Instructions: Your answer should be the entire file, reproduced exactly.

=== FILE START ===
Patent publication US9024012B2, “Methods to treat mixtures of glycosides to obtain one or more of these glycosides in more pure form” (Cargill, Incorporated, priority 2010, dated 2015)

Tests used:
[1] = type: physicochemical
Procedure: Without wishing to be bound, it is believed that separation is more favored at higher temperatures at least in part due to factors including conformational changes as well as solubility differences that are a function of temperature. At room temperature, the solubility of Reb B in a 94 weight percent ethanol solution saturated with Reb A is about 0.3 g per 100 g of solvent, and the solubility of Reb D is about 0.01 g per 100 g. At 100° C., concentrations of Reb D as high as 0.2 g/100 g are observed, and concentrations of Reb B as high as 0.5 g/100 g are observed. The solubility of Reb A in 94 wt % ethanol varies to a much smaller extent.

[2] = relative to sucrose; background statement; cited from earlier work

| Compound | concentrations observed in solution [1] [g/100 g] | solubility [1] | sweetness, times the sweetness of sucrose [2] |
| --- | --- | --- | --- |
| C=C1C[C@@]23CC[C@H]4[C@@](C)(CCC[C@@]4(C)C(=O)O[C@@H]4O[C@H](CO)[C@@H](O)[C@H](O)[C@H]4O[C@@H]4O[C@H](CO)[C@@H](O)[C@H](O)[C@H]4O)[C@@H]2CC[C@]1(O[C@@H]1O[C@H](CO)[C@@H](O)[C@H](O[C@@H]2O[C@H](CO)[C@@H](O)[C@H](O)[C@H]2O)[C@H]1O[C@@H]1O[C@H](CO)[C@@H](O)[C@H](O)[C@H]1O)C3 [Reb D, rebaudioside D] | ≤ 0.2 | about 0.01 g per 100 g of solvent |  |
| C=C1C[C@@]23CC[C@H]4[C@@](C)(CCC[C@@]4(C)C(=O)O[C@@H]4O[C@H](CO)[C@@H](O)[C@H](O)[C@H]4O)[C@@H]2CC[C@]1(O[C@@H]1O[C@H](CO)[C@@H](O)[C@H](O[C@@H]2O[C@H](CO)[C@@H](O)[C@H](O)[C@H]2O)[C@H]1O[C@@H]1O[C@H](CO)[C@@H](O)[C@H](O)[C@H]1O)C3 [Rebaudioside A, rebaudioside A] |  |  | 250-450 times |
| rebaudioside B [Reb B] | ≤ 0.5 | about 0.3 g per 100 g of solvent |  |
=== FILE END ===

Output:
Patent publication US9024012B2, “Methods to treat mixtures of glycosides to obtain one or more of these glycosides in more pure form” (Cargill, Incorporated, priority 2010, dated 2015)

Tests used:
[1] = type: physicochemical
Procedure: Without wishing to be bound, it is believed that separation is more favored at higher temperatures at least in part due to factors including conformational changes as well as solubility differences that are a function of temperature. At room temperature, the solubility of Reb B in a 94 weight percent ethanol solution saturated with Reb A is about 0.3 g per 100 g of solvent, and the solubility of Reb D is about 0.01 g per 100 g. At 100° C., concentrations of Reb D as high as 0.2 g/100 g are observed, and concentrations of Reb B as high as 0.5 g/100 g are observed. The solubility of Reb A in 94 wt % ethanol varies to a much smaller extent.

[2] = relative to sucrose; background statement; cited from earlier work

| Compound | concentrations observed in solution [1] [g/100 g] | solubility [1] | sweetness, times the sweetness of sucrose [2] |
| --- | --- | --- | --- |
| C=C1C[C@@]23CC[C@H]4[C@@](C)(CCC[C@@]4(C)C(=O)O[C@@H]4O[C@H](CO)[C@@H](O)[C@H](O)[C@H]4O[C@@H]4O[C@H](CO)[C@@H](O)[C@H](O)[C@H]4O)[C@@H]2CC[C@]1(O[C@@H]1O[C@H](CO)[C@@H](O)[C@H](O[C@@H]2O[C@H](CO)[C@@H](O)[C@H](O)[C@H]2O)[C@H]1O[C@@H]1O[C@H](CO)[C@@H](O)[C@H](O)[C@H]1O)C3 [Reb D, rebaudioside D] | ≤ 0.2 | about 0.01 g per 100 g of solvent |  |
| C=C1C[C@@]23CC[C@H]4[C@@](C)(CCC[C@@]4(C)C(=O)O[C@@H]4O[C@H](CO)[C@@H](O)[C@H](O)[C@H]4O)[C@@H]2CC[C@]1(O[C@@H]1O[C@H](CO)[C@@H](O)[C@H](O[C@@H]2O[C@H](CO)[C@@H](O)[C@H](O)[C@H]2O)[C@H]1O[C@@H]1O[C@H](CO)[C@@H](O)[C@H](O)[C@H]1O)C3 [Rebaudioside A, rebaudioside A] |  |  | 250-450 times |
| rebaudioside B [Reb B] | ≤ 0.5 | about 0.3 g per 100 g of solvent |  |